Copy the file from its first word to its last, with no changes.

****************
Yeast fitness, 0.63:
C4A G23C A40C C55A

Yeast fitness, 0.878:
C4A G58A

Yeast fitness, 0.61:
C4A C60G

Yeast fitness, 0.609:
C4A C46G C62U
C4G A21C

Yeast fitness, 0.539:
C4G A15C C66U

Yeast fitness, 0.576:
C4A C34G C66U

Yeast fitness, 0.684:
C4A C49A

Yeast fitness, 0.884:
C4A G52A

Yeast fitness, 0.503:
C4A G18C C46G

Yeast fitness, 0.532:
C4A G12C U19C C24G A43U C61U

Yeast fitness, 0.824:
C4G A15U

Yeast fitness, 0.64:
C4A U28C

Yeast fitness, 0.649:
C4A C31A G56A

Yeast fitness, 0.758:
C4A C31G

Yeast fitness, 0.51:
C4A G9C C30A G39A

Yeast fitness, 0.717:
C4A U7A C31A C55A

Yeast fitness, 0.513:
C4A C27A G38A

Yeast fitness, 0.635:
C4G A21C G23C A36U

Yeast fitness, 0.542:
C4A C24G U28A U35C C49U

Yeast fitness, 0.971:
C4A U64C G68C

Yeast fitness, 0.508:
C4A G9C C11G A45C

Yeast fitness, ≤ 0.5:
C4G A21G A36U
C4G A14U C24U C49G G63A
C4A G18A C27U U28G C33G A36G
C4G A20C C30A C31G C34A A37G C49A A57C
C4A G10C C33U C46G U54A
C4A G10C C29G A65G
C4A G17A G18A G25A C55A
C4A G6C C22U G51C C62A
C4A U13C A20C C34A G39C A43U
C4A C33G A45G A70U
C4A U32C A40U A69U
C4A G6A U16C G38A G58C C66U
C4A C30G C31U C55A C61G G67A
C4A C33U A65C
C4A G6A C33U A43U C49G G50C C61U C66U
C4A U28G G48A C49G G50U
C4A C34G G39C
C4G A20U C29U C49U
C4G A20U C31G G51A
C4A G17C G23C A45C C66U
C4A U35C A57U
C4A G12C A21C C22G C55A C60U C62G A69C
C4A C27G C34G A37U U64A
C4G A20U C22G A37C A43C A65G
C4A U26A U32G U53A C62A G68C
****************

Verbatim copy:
Yeast fitness, 0.63:
C4A G23C A40C C55A

Yeast fitness, 0.878:
C4A G58A

Yeast fitness, 0.61:
C4A C60G

Yeast fitness, 0.609:
C4A C46G C62U
C4G A21C

Yeast fitness, 0.539:
C4G A15C C66U

Yeast fitness, 0.576:
C4A C34G C66U

Yeast fitness, 0.684:
C4A C49A

Yeast fitness, 0.884:
C4A G52A

Yeast fitness, 0.503:
C4A G18C C46G

Yeast fitness, 0.532:
C4A G12C U19C C24G A43U C61U

Yeast fitness, 0.824:
C4G A15U

Yeast fitness, 0.64:
C4A U28C

Yeast fitness, 0.649:
C4A C31A G56A

Yeast fitness, 0.758:
C4A C31G

Yeast fitness, 0.51:
C4A G9C C30A G39A

Yeast fitness, 0.717:
C4A U7A C31A C55A

Yeast fitness, 0.513:
C4A C27A G38A

Yeast fitness, 0.635:
C4G A21C G23C A36U

Yeast fitness, 0.542:
C4A C24G U28A U35C C49U

Yeast fitness, 0.971:
C4A U64C G68C

Yeast fitness, 0.508:
C4A G9C C11G A45C

Yeast fitness, ≤ 0.5:
C4G A21G A36U
C4G A14U C24U C49G G63A
C4A G18A C27U U28G C33G A36G
C4G A20C C30A C31G C34A A37G C49A A57C
C4A G10C C33U C46G U54A
C4A G10C C29G A65G
C4A G17A G18A G25A C55A
C4A G6C C22U G51C C62A
C4A U13C A20C C34A G39C A43U
C4A C33G A45G A70U
C4A U32C A40U A69U
C4A G6A U16C G38A G58C C66U
C4A C30G C31U C55A C61G G67A
C4A C33U A65C
C4A G6A C33U A43U C49G G50C C61U C66U
C4A U28G G48A C49G G50U
C4A C34G G39C
C4G A20U C29U C49U
C4G A20U C31G G51A
C4A G17C G23C A45C C66U
C4A U35C A57U
C4A G12C A21C C22G C55A C60U C62G A69C
C4A C27G C34G A37U U64A
C4G A20U C22G A37C A43C A65G
C4A U26A U32G U53A C62A G68C